In 1948, The Red Shoes, the magnificent film adaptation of Andersen’s story, debuted. Now set in the competitive world of classical ballet, this version downplayed the economic implications of the original fairy tale; instead, the story was infused with a healthy dose of gender politics, at a time when the war (and the related rise in female employment) had complicated the country’s understanding of the traditional roles for men and women. Vicky, the flame-haired protagonist played by Moira Shearer, is an aspiring dancer, hungry to win admiration for her talent as a prima ballerina. She achieves her dream with the help of a controlling director, who casts her as the lead in the ballet “The Red Shoes”: a shadow story that more closely resembles Andersen’s original. When Vicky falls in love, she’s forced to decide between her husband and her passion. Ultimately, she chooses dance—and fame. Then, slipping on her red toe shoes for her performance, she feels an overwhelming urge to dance off the theater’s balcony, where she plummets to her death.

Like Karen, Vicky is punished for attempting to bypass social boundaries, and for deeming her desires more important than the obligations of her wedding vows. The power of the red shoes lies in their ability to reveal some fundamental truth about the wearer—and deliver a penalty, or prize (as in The Wizard of Oz), accordingly.

But today’s lawsuit isn’t just about red shoes. Anyone can manufacture and sell those; every holiday season designers from Miuccia Prada to Steve Madden churn out festive red sequin pumps that are a wink at ruby slippers. In the case against Yves Saint Laurent, Louboutin isn’t laying claim to the color red. He’s defending his use of the red outsoles that are the brand’s signature. Ever since the days when Sex and the City was a hit show on HBO, shoes have attained a cult-like status in this country, and buying expensive, high-fashion footwear is now considered a rite of passage for any aspiring fashion maven. In the ’90s, the most coveted shoes were those designed by Manolo Blahnik, but then Christian Louboutin, France’s secret weapon, arrived on the scene. By 2008, when the much anticipated Sex and the City movie premiered, even the franchise that made Manolo famous had switched its allegiances. Carrie Bradshaw, who had once told a mugger, “Please, sir, You can take my Fendi baguette, you can take my ring and my watch, but don’t take my Manolos Blahniks,” now wore Louboutins.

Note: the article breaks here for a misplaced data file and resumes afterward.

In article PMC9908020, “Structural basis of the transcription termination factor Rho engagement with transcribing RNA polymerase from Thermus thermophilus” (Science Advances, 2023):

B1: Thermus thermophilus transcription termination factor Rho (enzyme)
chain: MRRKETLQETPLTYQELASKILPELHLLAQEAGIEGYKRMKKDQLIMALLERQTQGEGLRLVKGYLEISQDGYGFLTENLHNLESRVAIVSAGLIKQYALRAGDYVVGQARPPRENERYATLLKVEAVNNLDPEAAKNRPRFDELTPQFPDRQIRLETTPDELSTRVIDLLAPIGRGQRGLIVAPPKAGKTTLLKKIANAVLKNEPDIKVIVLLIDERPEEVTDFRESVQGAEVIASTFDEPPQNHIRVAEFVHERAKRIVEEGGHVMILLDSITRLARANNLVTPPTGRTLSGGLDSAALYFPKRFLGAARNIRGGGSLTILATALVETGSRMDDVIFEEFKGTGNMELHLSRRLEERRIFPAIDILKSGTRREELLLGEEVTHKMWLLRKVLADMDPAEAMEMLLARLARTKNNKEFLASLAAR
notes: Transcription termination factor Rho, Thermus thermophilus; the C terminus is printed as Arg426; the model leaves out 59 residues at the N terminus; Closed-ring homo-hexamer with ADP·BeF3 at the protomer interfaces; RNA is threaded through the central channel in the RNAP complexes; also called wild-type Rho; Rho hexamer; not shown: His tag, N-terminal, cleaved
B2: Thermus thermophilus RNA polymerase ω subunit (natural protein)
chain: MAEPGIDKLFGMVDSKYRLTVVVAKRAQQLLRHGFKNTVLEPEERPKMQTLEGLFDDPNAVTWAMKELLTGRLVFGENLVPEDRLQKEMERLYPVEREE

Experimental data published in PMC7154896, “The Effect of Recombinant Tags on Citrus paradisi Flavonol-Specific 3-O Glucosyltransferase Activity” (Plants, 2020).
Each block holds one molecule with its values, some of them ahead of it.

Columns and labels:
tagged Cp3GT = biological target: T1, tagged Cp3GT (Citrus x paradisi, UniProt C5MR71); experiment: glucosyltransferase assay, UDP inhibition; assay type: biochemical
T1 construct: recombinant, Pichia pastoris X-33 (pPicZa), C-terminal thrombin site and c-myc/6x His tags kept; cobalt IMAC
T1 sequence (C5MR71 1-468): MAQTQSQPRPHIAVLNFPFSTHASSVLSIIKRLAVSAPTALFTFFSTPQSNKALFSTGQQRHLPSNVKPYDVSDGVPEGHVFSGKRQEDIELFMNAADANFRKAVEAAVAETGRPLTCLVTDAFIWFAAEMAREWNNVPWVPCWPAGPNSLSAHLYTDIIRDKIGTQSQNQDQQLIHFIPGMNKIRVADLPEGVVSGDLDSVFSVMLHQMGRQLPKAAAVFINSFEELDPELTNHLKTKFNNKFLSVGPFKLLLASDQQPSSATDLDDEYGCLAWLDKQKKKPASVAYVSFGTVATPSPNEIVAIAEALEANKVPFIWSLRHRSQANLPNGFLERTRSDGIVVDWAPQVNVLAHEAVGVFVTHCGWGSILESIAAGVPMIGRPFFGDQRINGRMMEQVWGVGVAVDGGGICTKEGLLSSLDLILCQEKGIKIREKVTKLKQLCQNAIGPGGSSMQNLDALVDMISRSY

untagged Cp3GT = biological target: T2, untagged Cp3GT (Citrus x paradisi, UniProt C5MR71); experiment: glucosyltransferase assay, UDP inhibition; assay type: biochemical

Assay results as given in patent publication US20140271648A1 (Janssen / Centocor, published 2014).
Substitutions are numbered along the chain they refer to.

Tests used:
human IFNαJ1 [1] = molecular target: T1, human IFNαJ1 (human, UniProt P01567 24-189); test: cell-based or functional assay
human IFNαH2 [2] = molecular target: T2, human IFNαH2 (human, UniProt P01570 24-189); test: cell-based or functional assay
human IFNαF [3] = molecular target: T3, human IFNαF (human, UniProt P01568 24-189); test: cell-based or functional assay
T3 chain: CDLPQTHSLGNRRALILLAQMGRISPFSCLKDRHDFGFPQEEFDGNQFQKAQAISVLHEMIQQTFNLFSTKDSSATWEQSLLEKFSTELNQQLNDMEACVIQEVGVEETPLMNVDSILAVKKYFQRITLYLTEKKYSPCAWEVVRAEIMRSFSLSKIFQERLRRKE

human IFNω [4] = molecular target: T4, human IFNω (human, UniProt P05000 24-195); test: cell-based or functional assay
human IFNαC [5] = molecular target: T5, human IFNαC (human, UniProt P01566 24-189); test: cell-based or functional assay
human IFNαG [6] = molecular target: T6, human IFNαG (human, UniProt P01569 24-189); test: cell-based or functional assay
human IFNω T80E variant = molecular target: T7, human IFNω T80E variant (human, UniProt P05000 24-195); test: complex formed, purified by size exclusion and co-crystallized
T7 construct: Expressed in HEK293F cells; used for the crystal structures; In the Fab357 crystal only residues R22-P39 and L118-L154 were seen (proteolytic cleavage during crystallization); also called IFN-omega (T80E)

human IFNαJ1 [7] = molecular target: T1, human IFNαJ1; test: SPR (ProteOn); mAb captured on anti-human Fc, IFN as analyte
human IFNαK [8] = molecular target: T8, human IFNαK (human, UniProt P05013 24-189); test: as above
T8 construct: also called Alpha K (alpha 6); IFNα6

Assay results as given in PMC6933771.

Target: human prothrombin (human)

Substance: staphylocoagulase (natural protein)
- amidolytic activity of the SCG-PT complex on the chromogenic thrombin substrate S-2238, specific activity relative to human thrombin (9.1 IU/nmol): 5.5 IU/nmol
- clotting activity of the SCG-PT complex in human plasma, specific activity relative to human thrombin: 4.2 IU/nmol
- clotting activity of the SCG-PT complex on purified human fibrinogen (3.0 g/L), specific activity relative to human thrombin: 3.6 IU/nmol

What makes Louboutin soles so brilliant is that it only takes a smidge of pop-culture consciousness to identify them, unlike a Blahnik shoe, whose more subtle identifying marks (quality, shape, whimsical embellishments) require some fluency in footwear to discern. People who can’t tell the difference between a Giuseppe Zanotti and a Jeffrey Campbell see the flash of red and know they’re looking at a Louboutin.

In the last decade, Louboutin’s red soles have become a sort of visual shorthand that signals a woman’s high economic status and power. They also carry an undercurrent of the risqué, like the glimpse of a red lace bra strap under a conservative blouse. In this way, Louboutin’s shoes have become the stuff of a modern-day fairy tale. Just as in Andersen’s story, they symbolize independence and high status. The woman who wears them is given the opportunity to transcend economic and social boundaries—except this being branding, and not grim Danish storytelling, she ends up, not ashamed, but “empowered” by the shoes. Time and again, pop culture reinforces this narrative. In Jennifer Lopez’s single “Louboutins,” she invokes the red sole as the last thing her cheating lover will see now that she’s found the courage to leave him (not unlike Nancy Sinatra’s calling upon the strength of her boots to keep her walking). 2009’s silly thriller Obsessed showed Ali Larter’s character—a sexy temp with a pathological crush on her married boss—climbing his stairs at the climax of the movie with her red soles flashing behind her. And recently, the heroines of two USA dramas, “Covert Affairs” and “Fairly Legal” have been costumed in Louboutins to underscore their status as successful, self-possessed women.

It’s been pointed out that YSL has occasionally manufactured and sold shoes with red soles as far back as the 1970s. And it remains to be seen whether Louboutin can defend his brand’s trademark against his rival in court. What is clear, though, is that Louboutins are a historically significant new take on our long fascination with ruby slippers.



Rachelle Bergstein’s Women From the Ankle Down—a social history of women and shoes—will be published by HarperCollins in Spring 2012. She blogs passionately (if infrequently) at The High-Heeled and is in the breathless second-date stage with twitter.